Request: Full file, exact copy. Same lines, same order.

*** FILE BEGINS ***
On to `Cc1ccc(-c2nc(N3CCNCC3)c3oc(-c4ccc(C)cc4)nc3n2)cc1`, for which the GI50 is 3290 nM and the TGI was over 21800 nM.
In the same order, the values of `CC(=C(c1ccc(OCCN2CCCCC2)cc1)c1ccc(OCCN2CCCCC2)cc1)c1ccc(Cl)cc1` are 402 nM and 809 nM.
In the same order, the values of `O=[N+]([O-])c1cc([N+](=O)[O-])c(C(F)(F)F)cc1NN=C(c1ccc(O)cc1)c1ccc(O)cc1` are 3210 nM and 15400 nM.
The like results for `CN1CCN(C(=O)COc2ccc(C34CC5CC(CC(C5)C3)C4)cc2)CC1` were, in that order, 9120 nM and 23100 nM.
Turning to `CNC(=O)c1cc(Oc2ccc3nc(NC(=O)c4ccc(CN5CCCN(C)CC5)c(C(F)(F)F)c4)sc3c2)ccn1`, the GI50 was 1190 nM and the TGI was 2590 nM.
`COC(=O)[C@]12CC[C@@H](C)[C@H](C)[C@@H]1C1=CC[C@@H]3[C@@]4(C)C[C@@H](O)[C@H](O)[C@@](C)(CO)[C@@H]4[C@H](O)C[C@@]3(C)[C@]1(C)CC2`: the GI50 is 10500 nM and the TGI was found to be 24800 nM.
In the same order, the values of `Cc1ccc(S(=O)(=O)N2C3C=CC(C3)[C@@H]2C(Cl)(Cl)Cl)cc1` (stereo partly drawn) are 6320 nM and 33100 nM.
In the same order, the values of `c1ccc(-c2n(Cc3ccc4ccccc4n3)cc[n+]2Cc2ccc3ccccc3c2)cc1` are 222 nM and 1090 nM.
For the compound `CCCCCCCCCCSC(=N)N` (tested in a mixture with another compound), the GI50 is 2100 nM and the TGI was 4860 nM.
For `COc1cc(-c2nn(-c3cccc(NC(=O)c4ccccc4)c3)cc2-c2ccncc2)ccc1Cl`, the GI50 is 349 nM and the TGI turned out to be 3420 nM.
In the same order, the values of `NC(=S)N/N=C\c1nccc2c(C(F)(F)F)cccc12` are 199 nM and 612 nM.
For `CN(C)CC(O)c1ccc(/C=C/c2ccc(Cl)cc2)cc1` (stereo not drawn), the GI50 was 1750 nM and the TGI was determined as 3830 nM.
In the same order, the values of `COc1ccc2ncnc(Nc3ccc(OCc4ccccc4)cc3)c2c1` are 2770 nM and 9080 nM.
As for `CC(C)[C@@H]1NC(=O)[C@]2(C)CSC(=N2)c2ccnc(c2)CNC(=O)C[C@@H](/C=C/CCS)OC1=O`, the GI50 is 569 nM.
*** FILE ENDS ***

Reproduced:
On to `Cc1ccc(-c2nc(N3CCNCC3)c3oc(-c4ccc(C)cc4)nc3n2)cc1`, for which the GI50 is 3290 nM and the TGI was over 21800 nM.
In the same order, the values of `CC(=C(c1ccc(OCCN2CCCCC2)cc1)c1ccc(OCCN2CCCCC2)cc1)c1ccc(Cl)cc1` are 402 nM and 809 nM.
In the same order, the values of `O=[N+]([O-])c1cc([N+](=O)[O-])c(C(F)(F)F)cc1NN=C(c1ccc(O)cc1)c1ccc(O)cc1` are 3210 nM and 15400 nM.
The like results for `CN1CCN(C(=O)COc2ccc(C34CC5CC(CC(C5)C3)C4)cc2)CC1` were, in that order, 9120 nM and 23100 nM.
Turning to `CNC(=O)c1cc(Oc2ccc3nc(NC(=O)c4ccc(CN5CCCN(C)CC5)c(C(F)(F)F)c4)sc3c2)ccn1`, the GI50 was 1190 nM and the TGI was 2590 nM.
`COC(=O)[C@]12CC[C@@H](C)[C@H](C)[C@@H]1C1=CC[C@@H]3[C@@]4(C)C[C@@H](O)[C@H](O)[C@@](C)(CO)[C@@H]4[C@H](O)C[C@@]3(C)[C@]1(C)CC2`: the GI50 is 10500 nM and the TGI was found to be 24800 nM.
In the same order, the values of `Cc1ccc(S(=O)(=O)N2C3C=CC(C3)[C@@H]2C(Cl)(Cl)Cl)cc1` (stereo partly drawn) are 6320 nM and 33100 nM.
In the same order, the values of `c1ccc(-c2n(Cc3ccc4ccccc4n3)cc[n+]2Cc2ccc3ccccc3c2)cc1` are 222 nM and 1090 nM.
For the compound `CCCCCCCCCCSC(=N)N` (tested in a mixture with another compound), the GI50 is 2100 nM and the TGI was 4860 nM.
For `COc1cc(-c2nn(-c3cccc(NC(=O)c4ccccc4)c3)cc2-c2ccncc2)ccc1Cl`, the GI50 is 349 nM and the TGI turned out to be 3420 nM.
In the same order, the values of `NC(=S)N/N=C\c1nccc2c(C(F)(F)F)cccc12` are 199 nM and 612 nM.
For `CN(C)CC(O)c1ccc(/C=C/c2ccc(Cl)cc2)cc1` (stereo not drawn), the GI50 was 1750 nM and the TGI was determined as 3830 nM.
In the same order, the values of `COc1ccc2ncnc(Nc3ccc(OCc4ccccc4)cc3)c2c1` are 2770 nM and 9080 nM.
As for `CC(C)[C@@H]1NC(=O)[C@]2(C)CSC(=N2)c2ccnc(c2)CNC(=O)C[C@@H](/C=C/CCS)OC1=O`, the GI50 is 569 nM.